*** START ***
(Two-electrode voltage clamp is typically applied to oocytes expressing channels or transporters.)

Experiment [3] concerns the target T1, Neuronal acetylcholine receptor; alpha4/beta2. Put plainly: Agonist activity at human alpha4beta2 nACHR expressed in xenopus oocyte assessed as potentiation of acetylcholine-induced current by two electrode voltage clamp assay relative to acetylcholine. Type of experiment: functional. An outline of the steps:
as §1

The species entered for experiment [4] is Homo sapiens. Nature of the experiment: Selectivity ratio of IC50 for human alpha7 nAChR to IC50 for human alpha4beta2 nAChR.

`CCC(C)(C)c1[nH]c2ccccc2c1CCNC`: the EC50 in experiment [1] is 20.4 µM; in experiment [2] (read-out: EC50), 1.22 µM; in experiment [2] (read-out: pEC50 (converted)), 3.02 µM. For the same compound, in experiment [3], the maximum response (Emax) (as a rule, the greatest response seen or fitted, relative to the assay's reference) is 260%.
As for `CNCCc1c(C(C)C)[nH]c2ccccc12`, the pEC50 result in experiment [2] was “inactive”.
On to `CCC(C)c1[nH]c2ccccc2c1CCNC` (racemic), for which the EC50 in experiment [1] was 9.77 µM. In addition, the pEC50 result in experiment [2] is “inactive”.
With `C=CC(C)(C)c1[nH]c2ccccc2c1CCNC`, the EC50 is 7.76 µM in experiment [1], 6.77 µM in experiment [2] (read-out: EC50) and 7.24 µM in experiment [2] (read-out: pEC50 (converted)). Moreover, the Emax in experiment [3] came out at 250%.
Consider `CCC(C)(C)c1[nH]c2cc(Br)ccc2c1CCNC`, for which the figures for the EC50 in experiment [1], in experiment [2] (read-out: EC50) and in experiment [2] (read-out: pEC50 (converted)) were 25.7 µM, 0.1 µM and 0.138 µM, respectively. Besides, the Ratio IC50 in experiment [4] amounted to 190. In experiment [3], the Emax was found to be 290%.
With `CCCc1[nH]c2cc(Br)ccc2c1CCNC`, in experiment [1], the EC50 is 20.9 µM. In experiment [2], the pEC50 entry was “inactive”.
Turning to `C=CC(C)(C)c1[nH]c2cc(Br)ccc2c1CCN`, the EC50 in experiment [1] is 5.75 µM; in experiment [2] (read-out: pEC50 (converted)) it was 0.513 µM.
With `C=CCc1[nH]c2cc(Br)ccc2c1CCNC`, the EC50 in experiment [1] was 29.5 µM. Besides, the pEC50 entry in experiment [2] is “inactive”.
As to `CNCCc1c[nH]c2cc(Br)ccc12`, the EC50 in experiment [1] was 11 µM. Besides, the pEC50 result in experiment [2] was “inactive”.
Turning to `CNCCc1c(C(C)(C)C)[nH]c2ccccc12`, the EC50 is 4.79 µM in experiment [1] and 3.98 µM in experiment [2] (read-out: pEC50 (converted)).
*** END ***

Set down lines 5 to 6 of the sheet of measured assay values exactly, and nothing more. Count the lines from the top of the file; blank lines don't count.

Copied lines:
`CCC(C)(C)c1[nH]c2ccccc2c1CCNC`: the EC50 in experiment [1] is 20.4 µM; in experiment [2] (read-out: EC50), 1.22 µM; in experiment [2] (read-out: pEC50 (converted)), 3.02 µM. For the same compound, in experiment [3], the maximum response (Emax) (as a rule, the greatest response seen or fitted, relative to the assay's reference) is 260%.
As for `CNCCc1c(C(C)C)[nH]c2ccccc12`, the pEC50 result in experiment [2] was “inactive”.